The solution, then, is to send that percentage of questions to self-service software, and let the customer service reps deal with the other 20% - the more complex, personalized, high-value interactions. In order for this to work, though, the reps have to have the skill and the training to effectively answer those complex queries, which includes things like billing questions and highly technical problems or bug fixes. 

This means that there will likely be some kind of overhaul involved for most businesses, with customer care executives developing smaller teams of highly skilled agents in which representatives will really have to know their stuff. It’ll take some work, but the increase in efficiency will certainly be worth it. 

The Positive Impact of the 80/20 Rule

Overall, this 80/20 system puts the end user in charge and gives them a great self-service experience by providing them with instant, easy-to-access answers. And if they still need help, then they can easily migrate to a skilled, specialized support agent. 

This shift in the customer service model will ultimately help both agents and businesses by reducing their need to service low-value calls - or low-value transactional activities - through higher-cost customer care channels. 

Although the number of support agent roles may drop, the value they create for customers and for their companies will rise - as will job satisfaction. 

  • Self-serviced tickets cost an average of $2 each, compared to $104 each for tickets that require IT support, and $221 each for tickets that require field support.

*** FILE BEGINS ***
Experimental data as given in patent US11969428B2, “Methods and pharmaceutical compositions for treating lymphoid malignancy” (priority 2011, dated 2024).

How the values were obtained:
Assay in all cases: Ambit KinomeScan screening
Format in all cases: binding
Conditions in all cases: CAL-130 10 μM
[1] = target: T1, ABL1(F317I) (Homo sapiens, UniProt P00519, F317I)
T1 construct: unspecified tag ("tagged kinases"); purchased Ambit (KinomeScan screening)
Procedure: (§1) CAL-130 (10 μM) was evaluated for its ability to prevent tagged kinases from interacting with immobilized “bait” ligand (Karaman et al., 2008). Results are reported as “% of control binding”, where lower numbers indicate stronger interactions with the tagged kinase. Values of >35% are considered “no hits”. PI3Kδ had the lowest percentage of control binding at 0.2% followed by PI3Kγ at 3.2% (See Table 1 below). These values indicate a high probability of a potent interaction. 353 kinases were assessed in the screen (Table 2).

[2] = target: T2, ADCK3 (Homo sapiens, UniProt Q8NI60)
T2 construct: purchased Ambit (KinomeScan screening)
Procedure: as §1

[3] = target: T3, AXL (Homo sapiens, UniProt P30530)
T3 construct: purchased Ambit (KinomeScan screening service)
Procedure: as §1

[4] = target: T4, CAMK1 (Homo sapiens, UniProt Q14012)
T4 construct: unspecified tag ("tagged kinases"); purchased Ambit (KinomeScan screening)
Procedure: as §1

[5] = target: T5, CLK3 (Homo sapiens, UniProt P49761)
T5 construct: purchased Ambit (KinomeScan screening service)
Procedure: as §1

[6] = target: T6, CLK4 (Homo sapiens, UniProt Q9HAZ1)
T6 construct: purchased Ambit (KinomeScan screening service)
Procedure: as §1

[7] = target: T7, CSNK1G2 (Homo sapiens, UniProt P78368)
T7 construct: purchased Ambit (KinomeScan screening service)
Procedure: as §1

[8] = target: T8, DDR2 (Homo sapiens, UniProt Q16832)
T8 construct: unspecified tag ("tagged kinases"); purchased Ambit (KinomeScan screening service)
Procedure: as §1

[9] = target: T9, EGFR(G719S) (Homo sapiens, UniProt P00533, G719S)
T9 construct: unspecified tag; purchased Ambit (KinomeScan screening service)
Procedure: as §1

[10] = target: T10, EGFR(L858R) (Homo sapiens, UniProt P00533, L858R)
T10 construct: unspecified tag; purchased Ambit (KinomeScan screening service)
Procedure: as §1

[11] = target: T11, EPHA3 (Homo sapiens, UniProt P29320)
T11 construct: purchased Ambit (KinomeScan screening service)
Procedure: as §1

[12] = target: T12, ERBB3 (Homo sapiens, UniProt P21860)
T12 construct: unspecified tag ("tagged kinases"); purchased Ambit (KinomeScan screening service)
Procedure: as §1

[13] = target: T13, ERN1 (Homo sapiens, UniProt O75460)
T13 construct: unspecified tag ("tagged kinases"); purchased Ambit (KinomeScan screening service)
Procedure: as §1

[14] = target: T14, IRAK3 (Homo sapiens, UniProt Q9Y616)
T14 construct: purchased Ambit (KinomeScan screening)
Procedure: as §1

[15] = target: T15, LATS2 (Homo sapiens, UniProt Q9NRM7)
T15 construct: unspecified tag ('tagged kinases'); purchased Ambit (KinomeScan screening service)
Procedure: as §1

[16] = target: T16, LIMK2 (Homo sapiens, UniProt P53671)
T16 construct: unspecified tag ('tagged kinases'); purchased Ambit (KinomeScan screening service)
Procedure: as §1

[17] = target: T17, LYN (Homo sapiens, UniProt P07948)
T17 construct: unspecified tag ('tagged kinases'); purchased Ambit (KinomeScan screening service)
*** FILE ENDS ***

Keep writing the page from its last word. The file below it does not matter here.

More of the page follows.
• The simple and repetitive customer support tickets (80/20 rule) can be handled by AI-powered self-service solutions such as AnswerDash for less than $1 per ticket, providing a very high ROI.

  • Real-time support channels like chat and voice earn the highest customer satisfaction ratings.

  • 10% increase in a company’s customer satisfaction score leads to a 12% increase in trust from customers.

Plus, it takes the pressure off of your business. Rather than the brunt of the work falling on your representatives, the AI-powered self-service works on autopilot, self-learns over time and puts the end user is in charge.

AnswerDash's AI-Powered Self-Service Platform Can Help You Start Implementing the 80/20 Rule of Ticket Triage Today

AnswerDash’s predictive self-service software can empower your customers to start answering those 80% questions - the low-level, repetitive queries - on their own today. With AnswerDash’s predictive Q&A, you can provide instant, personalized, and specific answers directly on the web page that your customers are navigating - no static FAQ pages and no type-to-search. That way, they’ll find answers quickly and your support representatives will be able to focus their attention on the queries that really matter.  Plus, it will allow your business to achieve a 30% - 50% reduction in support tickets and cost. What is good for your customers is great for your business. Learn more at